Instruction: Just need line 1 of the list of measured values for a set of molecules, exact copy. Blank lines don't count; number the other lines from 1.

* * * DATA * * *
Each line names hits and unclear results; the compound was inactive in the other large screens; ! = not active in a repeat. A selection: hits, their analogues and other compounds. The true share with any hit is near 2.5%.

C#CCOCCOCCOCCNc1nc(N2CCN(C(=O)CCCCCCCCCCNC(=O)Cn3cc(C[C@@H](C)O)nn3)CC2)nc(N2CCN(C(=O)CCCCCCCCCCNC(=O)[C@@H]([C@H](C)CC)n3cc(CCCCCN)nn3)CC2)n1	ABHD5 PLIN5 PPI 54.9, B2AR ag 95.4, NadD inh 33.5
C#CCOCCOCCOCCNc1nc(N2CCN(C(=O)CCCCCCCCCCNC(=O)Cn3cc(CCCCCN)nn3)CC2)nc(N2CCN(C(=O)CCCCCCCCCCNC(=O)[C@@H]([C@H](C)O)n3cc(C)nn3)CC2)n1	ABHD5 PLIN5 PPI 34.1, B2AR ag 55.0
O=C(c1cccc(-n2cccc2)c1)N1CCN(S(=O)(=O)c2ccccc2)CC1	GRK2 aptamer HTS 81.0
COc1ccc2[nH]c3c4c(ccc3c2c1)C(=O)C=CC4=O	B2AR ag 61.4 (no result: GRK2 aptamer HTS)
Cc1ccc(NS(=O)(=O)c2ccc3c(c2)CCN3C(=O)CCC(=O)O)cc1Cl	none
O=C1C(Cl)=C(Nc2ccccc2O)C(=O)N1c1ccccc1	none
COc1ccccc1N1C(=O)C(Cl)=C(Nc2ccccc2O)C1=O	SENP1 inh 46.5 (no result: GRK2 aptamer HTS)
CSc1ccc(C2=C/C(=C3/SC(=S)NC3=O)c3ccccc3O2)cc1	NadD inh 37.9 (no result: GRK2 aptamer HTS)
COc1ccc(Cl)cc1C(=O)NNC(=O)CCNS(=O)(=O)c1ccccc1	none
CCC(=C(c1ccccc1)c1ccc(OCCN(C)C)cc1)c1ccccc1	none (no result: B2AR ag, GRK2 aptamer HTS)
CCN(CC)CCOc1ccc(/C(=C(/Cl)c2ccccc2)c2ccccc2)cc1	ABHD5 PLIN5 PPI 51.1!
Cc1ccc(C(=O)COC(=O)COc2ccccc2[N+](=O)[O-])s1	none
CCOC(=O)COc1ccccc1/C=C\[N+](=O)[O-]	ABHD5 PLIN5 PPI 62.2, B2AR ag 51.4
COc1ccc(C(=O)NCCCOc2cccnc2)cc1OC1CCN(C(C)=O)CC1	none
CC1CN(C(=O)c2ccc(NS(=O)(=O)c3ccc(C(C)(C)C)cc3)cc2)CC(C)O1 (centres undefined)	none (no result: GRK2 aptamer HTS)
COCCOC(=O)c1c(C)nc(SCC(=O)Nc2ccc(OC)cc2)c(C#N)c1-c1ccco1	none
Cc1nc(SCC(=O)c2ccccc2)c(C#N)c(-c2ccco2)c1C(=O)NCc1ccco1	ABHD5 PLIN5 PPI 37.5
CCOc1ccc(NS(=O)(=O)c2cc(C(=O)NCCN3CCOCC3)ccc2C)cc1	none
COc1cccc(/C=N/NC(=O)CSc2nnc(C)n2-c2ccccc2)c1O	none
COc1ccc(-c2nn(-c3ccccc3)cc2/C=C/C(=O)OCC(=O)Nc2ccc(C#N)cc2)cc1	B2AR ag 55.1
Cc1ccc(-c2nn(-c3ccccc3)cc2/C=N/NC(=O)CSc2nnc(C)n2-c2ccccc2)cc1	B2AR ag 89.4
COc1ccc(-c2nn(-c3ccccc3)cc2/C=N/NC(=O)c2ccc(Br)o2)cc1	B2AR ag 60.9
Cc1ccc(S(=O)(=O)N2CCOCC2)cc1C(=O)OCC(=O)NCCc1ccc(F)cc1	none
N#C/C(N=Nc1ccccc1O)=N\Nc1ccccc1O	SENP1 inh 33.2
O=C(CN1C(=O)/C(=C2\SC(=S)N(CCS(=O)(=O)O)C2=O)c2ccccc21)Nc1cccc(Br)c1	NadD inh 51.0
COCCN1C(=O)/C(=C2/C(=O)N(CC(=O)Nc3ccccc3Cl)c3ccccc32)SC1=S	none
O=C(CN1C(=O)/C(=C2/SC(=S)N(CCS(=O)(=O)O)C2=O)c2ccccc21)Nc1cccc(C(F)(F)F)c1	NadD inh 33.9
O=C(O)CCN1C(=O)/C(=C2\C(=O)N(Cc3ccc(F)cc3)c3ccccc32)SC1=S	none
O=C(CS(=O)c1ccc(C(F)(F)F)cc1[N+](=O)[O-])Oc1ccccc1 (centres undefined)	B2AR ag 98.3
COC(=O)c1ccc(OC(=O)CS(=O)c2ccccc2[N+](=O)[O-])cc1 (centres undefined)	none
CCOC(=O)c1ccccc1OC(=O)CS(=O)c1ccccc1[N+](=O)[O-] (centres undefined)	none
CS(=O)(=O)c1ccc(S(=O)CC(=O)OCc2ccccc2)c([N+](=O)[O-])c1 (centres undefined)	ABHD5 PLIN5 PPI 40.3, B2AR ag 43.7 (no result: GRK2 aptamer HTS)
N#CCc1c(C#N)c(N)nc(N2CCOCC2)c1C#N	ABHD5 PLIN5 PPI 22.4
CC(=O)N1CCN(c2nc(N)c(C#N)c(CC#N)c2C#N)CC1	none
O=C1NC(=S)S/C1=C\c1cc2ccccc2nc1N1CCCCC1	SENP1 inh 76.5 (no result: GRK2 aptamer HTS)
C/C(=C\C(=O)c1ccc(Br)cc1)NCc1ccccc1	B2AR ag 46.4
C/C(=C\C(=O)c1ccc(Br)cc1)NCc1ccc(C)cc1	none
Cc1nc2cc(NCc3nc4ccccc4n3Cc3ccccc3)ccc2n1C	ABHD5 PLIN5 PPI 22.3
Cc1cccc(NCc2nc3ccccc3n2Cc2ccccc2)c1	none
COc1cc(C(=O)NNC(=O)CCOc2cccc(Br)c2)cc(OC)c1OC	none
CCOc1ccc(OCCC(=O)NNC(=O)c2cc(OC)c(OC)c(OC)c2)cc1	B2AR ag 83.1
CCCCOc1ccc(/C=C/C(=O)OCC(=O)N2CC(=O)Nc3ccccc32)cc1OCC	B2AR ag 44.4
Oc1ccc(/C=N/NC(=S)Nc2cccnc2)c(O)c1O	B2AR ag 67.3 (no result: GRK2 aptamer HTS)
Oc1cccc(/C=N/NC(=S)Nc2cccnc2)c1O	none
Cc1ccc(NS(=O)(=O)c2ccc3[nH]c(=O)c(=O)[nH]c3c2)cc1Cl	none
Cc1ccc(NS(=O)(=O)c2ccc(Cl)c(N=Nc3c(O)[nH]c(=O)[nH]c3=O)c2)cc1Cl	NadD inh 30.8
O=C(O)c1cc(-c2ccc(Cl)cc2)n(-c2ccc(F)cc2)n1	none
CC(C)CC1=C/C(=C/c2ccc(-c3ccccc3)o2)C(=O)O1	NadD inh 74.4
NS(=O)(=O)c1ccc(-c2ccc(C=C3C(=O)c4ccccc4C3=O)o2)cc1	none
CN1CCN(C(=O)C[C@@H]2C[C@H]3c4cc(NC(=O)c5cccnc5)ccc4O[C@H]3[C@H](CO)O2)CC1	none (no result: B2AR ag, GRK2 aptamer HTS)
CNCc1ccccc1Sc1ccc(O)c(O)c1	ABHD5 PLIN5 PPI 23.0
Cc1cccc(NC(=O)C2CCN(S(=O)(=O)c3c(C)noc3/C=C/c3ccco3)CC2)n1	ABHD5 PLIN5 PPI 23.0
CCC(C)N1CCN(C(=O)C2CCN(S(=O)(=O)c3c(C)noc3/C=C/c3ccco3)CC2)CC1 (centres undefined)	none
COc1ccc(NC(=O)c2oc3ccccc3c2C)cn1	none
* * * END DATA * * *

Each line names hits and unclear results; the compound was inactive in the other large screens; ! = not active in a repeat. A selection: hits, their analogues and other compounds. The true share with any hit is near 2.5%.